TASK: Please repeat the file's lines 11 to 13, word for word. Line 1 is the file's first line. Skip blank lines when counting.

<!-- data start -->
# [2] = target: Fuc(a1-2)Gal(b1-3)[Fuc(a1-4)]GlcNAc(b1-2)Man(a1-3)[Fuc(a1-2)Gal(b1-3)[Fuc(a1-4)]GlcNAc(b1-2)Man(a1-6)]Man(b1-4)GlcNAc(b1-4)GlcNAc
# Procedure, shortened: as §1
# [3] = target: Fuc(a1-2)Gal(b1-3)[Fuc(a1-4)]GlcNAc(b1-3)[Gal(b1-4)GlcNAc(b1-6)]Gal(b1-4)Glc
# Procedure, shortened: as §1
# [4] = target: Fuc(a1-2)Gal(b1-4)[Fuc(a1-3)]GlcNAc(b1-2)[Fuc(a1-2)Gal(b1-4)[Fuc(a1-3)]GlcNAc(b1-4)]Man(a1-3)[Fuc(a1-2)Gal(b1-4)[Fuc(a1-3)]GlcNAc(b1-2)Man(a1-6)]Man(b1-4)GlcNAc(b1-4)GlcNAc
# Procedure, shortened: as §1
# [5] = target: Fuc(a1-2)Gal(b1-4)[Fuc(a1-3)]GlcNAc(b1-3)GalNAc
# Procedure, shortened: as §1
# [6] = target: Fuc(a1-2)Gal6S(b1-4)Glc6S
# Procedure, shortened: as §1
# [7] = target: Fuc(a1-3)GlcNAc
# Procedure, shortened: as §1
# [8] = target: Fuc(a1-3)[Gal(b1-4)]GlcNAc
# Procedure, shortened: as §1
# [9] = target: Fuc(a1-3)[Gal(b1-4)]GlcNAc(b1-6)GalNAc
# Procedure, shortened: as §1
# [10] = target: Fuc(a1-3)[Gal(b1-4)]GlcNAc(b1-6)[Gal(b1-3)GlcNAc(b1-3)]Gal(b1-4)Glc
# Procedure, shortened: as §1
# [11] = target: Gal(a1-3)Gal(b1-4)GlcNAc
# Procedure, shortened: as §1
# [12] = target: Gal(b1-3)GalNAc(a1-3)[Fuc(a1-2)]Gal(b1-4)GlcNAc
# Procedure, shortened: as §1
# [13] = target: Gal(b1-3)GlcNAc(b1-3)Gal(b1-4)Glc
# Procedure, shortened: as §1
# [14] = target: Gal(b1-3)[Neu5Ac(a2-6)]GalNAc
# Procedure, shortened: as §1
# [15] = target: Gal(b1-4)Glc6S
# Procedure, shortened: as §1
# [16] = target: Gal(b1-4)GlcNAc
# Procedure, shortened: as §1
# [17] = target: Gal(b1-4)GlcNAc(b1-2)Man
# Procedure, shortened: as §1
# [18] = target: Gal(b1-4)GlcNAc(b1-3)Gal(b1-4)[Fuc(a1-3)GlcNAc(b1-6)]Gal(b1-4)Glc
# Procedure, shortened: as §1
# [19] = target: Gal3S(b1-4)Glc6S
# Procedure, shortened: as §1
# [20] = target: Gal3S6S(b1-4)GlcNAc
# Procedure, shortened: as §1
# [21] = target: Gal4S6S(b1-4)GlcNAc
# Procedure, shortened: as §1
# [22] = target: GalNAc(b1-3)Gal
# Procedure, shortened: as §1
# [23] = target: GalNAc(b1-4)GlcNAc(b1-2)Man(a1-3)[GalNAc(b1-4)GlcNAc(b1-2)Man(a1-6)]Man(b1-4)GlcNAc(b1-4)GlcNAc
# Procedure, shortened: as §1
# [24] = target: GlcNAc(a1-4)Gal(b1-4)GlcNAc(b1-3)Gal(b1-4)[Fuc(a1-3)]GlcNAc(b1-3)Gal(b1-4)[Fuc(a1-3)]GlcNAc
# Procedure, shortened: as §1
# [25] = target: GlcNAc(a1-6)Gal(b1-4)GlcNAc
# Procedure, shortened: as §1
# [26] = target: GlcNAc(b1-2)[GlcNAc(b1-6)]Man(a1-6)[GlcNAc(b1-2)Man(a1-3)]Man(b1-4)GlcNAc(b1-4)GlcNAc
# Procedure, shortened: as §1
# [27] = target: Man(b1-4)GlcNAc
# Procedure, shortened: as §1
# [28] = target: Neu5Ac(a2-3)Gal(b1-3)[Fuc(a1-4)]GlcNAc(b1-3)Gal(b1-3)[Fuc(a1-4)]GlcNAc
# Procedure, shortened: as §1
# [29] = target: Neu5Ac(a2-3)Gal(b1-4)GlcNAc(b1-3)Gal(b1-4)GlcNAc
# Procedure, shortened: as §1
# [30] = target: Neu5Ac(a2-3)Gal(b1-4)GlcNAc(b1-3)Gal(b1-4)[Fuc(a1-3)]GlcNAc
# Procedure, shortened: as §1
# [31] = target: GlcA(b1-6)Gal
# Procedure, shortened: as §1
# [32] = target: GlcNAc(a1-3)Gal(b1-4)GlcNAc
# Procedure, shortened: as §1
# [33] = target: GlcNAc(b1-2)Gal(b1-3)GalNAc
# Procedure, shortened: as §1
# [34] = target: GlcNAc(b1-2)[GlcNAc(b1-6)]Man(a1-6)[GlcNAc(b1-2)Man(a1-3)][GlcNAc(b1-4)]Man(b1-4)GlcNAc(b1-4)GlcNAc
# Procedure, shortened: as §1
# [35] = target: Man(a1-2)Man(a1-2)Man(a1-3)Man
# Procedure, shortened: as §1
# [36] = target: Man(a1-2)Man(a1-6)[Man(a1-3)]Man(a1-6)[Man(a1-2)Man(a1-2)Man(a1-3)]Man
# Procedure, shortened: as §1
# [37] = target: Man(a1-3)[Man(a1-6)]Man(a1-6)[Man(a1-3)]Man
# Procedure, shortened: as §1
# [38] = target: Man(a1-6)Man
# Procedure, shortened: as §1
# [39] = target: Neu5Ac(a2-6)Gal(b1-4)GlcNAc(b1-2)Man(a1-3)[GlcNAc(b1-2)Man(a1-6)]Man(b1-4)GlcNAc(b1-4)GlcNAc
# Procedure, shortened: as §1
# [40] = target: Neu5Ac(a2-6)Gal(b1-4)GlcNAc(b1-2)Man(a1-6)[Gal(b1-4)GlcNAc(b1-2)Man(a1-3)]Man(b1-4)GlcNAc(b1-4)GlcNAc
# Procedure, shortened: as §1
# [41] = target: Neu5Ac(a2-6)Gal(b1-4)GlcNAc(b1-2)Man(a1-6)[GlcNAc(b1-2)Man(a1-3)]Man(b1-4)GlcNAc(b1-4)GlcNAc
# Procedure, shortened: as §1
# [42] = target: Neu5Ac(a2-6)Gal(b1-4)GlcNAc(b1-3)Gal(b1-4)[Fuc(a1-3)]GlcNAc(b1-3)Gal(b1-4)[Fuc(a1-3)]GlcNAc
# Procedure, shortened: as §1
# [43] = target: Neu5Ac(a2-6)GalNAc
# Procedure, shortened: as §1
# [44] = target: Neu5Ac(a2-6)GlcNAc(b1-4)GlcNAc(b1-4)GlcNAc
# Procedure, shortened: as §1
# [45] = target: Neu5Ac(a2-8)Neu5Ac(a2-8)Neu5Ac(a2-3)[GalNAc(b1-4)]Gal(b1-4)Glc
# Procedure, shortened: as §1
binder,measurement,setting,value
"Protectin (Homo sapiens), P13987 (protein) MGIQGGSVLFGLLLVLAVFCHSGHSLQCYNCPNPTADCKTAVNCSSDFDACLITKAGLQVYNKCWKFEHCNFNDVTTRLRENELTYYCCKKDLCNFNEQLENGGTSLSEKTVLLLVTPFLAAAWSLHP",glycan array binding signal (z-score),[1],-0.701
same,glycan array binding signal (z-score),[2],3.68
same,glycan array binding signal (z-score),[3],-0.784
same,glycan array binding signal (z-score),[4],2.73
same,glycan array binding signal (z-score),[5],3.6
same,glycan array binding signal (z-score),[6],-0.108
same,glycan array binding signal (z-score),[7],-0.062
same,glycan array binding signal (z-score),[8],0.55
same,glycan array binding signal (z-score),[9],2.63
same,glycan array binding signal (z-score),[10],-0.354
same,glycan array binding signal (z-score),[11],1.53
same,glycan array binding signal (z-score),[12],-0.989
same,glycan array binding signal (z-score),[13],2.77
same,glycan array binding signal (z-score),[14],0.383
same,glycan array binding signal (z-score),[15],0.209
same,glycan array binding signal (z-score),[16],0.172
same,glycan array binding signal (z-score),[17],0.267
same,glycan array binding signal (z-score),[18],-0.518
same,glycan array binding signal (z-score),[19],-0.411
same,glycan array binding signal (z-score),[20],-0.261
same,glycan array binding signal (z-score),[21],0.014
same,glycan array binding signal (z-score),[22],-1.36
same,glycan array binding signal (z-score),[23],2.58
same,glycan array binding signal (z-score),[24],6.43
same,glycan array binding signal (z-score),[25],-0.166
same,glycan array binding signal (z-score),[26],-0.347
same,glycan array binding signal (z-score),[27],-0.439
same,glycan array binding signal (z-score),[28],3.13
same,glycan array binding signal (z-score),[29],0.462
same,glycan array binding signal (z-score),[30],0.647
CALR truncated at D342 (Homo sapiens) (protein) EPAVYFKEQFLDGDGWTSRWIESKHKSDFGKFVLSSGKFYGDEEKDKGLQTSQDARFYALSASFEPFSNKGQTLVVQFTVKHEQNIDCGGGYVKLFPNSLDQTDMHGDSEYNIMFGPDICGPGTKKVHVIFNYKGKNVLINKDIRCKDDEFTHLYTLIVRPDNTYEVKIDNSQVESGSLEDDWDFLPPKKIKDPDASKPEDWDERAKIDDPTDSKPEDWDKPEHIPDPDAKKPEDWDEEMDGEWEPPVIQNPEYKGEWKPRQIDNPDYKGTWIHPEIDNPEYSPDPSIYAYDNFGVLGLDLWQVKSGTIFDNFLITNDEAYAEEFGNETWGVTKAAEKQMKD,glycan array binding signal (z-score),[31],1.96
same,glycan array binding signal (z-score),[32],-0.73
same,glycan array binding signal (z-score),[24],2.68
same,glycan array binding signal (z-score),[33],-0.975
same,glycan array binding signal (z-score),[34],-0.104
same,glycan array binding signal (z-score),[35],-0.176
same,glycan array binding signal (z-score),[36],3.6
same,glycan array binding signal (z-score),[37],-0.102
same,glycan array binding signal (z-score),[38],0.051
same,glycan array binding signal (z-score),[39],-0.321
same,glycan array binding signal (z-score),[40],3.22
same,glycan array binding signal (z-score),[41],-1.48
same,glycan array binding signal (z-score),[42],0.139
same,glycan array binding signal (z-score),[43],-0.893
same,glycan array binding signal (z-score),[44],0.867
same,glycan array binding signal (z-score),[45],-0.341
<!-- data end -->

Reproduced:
# [7] = target: Fuc(a1-3)GlcNAc
# Procedure, shortened: as §1
# [8] = target: Fuc(a1-3)[Gal(b1-4)]GlcNAc